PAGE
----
"They all have different motivations," one executive said of CIMM's current lineup. "My suspicion is, when push comes to shove, it's going to be hard to get them to agree on anything."
"Any push to further methodology and introduce other players is a good thing for the industry," said Greg Kahn, senior VP-strategic insights at Optimedia, a media agency not formally involved with the coalition. "But oftentimes when there are coalitions or committees of different factions that don't have a similar goal, it can slow down the efforts of innovation. It's important that we move quickly in this arena. I strongly feel [Nielsen's] C3 is an antiquated metric to be evaluating currency."
The Interactive Advertising Bureau, which is establishing its own standardized web methodology, is one group interested in working with the coalition. "Since CIMM's media members are all IAB members, and its other constituents [are] our customers and collaborators, we'd like to encourage the group to work with us to coalesce around consistent, core metrics for online audience measurement, because we won't get cross-platform right until we reach agreement on how the individual platforms themselves are measured," said Sherrill Mane, the IAB's senior VP-industry services.
Some in the industry do wonder about the motivations of CIMM's participants. One executive suggested the members set out to use the coalition as a "negotiation tactic" when it came time to re-up its contracts with Nielsen and other measurement companies, all of which will be required to participate in a request-for-proposal process to have their data used in the coalition. Most notably, NBC Universal's seven-year contract with Nielsen expires in 2010, although it's been reported that the companies are negotiating a new five-year contract.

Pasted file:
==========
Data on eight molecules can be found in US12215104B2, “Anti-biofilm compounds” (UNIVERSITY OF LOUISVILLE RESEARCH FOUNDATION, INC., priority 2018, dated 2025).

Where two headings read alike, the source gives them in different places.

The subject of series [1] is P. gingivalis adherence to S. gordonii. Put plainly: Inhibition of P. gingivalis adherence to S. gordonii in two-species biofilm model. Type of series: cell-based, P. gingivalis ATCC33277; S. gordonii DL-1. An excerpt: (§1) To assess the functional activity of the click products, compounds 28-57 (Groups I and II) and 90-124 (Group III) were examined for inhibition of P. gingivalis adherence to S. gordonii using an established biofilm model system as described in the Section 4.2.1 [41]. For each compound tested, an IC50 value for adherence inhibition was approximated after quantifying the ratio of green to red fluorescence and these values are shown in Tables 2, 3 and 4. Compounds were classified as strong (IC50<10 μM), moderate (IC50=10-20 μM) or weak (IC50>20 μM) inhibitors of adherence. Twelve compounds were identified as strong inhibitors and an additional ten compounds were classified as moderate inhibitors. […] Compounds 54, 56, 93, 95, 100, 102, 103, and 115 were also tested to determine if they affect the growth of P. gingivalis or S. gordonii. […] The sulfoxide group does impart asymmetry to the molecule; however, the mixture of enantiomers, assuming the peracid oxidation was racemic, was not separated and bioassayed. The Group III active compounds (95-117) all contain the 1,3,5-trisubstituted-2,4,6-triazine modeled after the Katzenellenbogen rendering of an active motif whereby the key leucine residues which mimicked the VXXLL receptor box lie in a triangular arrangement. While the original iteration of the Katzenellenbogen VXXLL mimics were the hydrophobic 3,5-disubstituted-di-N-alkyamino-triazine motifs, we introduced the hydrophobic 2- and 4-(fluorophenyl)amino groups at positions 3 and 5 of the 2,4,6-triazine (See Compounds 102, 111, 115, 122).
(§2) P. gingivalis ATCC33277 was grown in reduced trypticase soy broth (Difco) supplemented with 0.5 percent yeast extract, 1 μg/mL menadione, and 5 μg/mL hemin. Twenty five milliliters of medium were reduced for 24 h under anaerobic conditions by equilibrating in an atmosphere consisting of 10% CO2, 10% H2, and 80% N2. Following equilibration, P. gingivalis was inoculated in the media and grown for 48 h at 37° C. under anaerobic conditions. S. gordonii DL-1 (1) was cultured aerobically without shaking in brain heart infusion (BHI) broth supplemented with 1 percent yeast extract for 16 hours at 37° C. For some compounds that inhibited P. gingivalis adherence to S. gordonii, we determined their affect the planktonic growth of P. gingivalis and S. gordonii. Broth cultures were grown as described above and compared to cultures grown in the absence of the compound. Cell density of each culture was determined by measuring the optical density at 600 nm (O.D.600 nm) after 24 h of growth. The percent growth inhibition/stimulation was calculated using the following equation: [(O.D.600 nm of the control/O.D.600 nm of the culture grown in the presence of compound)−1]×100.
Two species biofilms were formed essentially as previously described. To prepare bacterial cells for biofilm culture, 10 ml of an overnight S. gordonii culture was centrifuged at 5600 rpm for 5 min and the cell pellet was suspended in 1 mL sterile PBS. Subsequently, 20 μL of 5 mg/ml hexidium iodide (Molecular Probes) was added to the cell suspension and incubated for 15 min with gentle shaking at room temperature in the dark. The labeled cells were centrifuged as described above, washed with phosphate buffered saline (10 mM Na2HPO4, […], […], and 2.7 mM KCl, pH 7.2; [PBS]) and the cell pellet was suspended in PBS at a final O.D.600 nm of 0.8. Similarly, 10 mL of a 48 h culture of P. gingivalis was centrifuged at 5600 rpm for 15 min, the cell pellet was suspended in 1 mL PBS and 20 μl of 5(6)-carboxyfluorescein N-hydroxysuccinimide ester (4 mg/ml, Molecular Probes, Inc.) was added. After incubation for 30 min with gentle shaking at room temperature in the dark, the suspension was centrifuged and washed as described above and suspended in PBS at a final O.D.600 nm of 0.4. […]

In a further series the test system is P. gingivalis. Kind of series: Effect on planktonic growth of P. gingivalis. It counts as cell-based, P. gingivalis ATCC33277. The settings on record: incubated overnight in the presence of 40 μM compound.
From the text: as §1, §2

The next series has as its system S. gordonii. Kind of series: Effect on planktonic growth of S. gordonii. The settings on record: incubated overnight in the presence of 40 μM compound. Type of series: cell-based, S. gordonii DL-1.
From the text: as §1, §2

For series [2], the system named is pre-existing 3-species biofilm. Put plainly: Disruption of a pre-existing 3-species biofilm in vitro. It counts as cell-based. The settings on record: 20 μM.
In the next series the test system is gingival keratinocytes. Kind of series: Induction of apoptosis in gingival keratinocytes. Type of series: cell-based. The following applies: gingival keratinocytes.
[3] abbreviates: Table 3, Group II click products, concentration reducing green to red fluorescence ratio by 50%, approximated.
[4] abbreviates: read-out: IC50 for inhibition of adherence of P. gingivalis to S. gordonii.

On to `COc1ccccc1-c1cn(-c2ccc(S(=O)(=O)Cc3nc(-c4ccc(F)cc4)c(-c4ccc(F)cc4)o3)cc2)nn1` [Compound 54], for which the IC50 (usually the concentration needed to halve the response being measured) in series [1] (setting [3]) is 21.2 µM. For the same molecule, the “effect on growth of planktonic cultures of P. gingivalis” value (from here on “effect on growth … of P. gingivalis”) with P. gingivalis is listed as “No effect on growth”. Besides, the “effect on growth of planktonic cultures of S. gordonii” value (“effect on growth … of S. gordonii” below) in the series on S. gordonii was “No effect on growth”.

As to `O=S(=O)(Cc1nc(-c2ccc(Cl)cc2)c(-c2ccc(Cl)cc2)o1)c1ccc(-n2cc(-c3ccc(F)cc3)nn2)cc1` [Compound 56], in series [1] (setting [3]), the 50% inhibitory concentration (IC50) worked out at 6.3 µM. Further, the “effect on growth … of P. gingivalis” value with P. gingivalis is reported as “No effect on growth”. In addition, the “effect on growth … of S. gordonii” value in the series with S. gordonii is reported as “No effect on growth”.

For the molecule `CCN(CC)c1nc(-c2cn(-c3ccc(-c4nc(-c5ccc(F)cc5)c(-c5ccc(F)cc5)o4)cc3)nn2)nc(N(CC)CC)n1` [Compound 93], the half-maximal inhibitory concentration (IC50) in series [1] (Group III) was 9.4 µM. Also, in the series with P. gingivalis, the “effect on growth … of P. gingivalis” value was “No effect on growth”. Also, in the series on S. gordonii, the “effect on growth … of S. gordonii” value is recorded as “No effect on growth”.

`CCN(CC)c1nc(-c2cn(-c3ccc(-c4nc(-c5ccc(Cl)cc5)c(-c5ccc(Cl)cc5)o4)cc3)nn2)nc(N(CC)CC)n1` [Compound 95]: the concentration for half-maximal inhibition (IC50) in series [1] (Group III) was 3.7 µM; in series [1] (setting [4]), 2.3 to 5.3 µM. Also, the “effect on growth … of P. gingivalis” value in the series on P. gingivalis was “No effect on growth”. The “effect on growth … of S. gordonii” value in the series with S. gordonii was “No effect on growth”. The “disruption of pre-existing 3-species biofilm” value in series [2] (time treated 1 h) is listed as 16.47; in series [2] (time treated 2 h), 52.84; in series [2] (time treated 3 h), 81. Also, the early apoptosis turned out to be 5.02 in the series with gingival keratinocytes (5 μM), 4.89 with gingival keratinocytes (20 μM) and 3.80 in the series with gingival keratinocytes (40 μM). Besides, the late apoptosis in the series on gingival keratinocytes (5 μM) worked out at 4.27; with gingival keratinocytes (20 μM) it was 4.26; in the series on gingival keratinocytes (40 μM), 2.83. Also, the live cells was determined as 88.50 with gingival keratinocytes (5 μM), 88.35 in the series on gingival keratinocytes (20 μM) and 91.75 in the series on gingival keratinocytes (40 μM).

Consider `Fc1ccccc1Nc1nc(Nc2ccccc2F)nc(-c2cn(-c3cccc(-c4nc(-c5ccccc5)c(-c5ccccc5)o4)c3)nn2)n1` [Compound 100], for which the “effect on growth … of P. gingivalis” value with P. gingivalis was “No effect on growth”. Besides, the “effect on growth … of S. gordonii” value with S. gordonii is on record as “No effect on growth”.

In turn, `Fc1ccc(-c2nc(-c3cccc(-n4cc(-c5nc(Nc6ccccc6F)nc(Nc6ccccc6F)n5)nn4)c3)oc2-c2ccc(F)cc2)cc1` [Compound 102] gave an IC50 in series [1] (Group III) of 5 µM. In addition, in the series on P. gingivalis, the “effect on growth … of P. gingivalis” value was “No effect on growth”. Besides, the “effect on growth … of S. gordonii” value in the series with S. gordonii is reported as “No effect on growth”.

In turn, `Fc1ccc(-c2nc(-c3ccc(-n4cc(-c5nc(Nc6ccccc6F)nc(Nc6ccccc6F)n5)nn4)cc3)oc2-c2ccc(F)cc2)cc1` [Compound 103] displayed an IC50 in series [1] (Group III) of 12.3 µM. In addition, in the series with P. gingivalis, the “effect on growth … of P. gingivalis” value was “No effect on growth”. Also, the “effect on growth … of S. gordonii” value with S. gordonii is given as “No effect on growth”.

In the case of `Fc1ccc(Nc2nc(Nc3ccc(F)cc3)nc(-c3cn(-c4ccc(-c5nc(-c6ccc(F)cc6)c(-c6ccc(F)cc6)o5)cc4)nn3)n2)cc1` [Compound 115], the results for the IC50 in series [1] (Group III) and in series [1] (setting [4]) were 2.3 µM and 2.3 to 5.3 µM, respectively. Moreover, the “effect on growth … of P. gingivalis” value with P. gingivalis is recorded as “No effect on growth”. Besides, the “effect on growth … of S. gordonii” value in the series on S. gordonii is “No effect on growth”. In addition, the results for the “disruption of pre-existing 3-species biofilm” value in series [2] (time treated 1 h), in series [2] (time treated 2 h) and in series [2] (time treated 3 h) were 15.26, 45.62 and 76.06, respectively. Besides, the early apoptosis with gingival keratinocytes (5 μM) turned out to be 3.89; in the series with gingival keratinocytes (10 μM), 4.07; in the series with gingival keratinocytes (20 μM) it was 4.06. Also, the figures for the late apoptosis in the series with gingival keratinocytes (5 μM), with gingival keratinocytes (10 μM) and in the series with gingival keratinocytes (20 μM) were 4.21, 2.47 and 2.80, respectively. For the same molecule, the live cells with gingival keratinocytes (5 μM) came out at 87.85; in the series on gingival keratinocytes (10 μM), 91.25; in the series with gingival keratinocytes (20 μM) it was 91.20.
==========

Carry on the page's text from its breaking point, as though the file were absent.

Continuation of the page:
CIMM's initial investment -- estimated at $1.4 million, or $100,000 per member company -- is significantly smaller than similar research initiatives. Most notably the Council for Research Excellence, which shares CIMM's goals to quantify cross-platform media consumption, has accumulated $7.5 million in funding from Nielsen over three years. But Nielsen has had its share of big failures in advancing its expensive efforts, most notably Project Apollo, a joint effort of Nielsen and Arbitron. The initiative failed after a combined investment of $100 million or more due to poor buy-in from clients.
The CIMM formation also comes as Nielsen is prepping its first Nielsen Fusion product, which will add internet video consumption to its current sample of household TV viewers.
"A lot of the stuff they talk about, Nielsen could be doing tomorrow," said one executive familiar with the discussions around this issue. "But they're the ones that hold it back because they're afraid of the answer."
In CIMM's favor, getting media, agencies and at least some clients across multiple industries together at the outset of an RFP could help sort out the competing technologies, pick a winner and provide enough critical mass from clients to justify the huge investment needed to pay for the large consumer panels needed to make cross-platform media measurement work well.
"We need insights we can use that are tangible and reliable," said Artie Bulgrin, ESPN's senior VP-research and analytics. "The industry lacks a robust, reliable and accurate measurement system for cross-media usage -- a source we can all use to know how many Americans use both TV and internet, when they do and for how long. Or how many American on a daily basis use TV, internet and mobile devices. Or how many Americans use their mobile devices exclusively for web access (no PC). So step one is we need fundamental information on consumer behavior."
Said Alan Wurtzel, chief research officer of NBC Universal and temporary chair of the CIMM, "CIMM's work is very simple -- to foster granular, accurate and consistent internet measurement, TV measurement and, down the road, better mobile measurement."
~ ~ ~
Contributing: Abbey Klaassen, Jack Neff, Michael Bush